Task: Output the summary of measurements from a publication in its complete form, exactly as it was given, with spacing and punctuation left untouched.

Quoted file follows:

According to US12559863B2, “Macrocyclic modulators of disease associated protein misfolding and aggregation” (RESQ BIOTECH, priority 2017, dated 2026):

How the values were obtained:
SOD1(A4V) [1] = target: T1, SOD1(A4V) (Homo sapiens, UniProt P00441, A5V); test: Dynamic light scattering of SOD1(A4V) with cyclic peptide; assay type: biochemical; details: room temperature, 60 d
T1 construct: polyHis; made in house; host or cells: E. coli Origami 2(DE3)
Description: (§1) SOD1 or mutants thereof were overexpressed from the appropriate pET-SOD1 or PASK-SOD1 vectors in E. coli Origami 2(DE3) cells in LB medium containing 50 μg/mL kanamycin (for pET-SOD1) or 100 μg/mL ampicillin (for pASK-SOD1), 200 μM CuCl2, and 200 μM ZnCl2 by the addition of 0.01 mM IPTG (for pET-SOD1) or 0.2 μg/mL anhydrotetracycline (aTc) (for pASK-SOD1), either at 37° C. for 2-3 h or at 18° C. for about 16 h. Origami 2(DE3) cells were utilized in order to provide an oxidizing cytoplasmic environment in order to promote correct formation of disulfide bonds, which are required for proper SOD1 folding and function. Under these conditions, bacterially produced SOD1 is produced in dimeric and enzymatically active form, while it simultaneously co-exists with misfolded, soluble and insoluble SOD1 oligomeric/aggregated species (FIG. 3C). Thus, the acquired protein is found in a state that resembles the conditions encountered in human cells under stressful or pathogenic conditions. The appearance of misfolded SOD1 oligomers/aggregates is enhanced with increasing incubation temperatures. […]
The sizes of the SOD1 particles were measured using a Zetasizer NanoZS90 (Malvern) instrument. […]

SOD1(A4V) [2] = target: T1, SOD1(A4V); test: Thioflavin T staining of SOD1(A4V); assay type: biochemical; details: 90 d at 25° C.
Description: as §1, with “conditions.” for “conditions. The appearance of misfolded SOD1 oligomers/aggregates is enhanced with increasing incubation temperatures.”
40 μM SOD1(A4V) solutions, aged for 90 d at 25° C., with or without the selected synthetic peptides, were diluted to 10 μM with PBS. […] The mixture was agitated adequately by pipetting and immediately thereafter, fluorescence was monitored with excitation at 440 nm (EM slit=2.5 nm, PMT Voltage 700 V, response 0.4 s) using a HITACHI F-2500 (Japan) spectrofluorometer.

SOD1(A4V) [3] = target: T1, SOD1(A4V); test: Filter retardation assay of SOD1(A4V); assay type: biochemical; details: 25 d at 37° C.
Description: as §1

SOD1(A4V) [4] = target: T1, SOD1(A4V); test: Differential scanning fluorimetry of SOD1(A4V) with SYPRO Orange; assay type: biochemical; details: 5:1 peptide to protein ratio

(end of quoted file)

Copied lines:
According to US12559863B2, “Macrocyclic modulators of disease associated protein misfolding and aggregation” (RESQ BIOTECH, priority 2017, dated 2026):

How the values were obtained:
SOD1(A4V) [1] = target: T1, SOD1(A4V) (Homo sapiens, UniProt P00441, A5V); test: Dynamic light scattering of SOD1(A4V) with cyclic peptide; assay type: biochemical; details: room temperature, 60 d
T1 construct: polyHis; made in house; host or cells: E. coli Origami 2(DE3)
Description: (§1) SOD1 or mutants thereof were overexpressed from the appropriate pET-SOD1 or PASK-SOD1 vectors in E. coli Origami 2(DE3) cells in LB medium containing 50 μg/mL kanamycin (for pET-SOD1) or 100 μg/mL ampicillin (for pASK-SOD1), 200 μM CuCl2, and 200 μM ZnCl2 by the addition of 0.01 mM IPTG (for pET-SOD1) or 0.2 μg/mL anhydrotetracycline (aTc) (for pASK-SOD1), either at 37° C. for 2-3 h or at 18° C. for about 16 h. Origami 2(DE3) cells were utilized in order to provide an oxidizing cytoplasmic environment in order to promote correct formation of disulfide bonds, which are required for proper SOD1 folding and function. Under these conditions, bacterially produced SOD1 is produced in dimeric and enzymatically active form, while it simultaneously co-exists with misfolded, soluble and insoluble SOD1 oligomeric/aggregated species (FIG. 3C). Thus, the acquired protein is found in a state that resembles the conditions encountered in human cells under stressful or pathogenic conditions. The appearance of misfolded SOD1 oligomers/aggregates is enhanced with increasing incubation temperatures. […]
The sizes of the SOD1 particles were measured using a Zetasizer NanoZS90 (Malvern) instrument. […]

SOD1(A4V) [2] = target: T1, SOD1(A4V); test: Thioflavin T staining of SOD1(A4V); assay type: biochemical; details: 90 d at 25° C.
Description: as §1, with “conditions.” for “conditions. The appearance of misfolded SOD1 oligomers/aggregates is enhanced with increasing incubation temperatures.”
40 μM SOD1(A4V) solutions, aged for 90 d at 25° C., with or without the selected synthetic peptides, were diluted to 10 μM with PBS. […] The mixture was agitated adequately by pipetting and immediately thereafter, fluorescence was monitored with excitation at 440 nm (EM slit=2.5 nm, PMT Voltage 700 V, response 0.4 s) using a HITACHI F-2500 (Japan) spectrofluorometer.

SOD1(A4V) [3] = target: T1, SOD1(A4V); test: Filter retardation assay of SOD1(A4V); assay type: biochemical; details: 25 d at 37° C.
Description: as §1

SOD1(A4V) [4] = target: T1, SOD1(A4V); test: Differential scanning fluorimetry of SOD1(A4V) with SYPRO Orange; assay type: biochemical; details: 5:1 peptide to protein ratio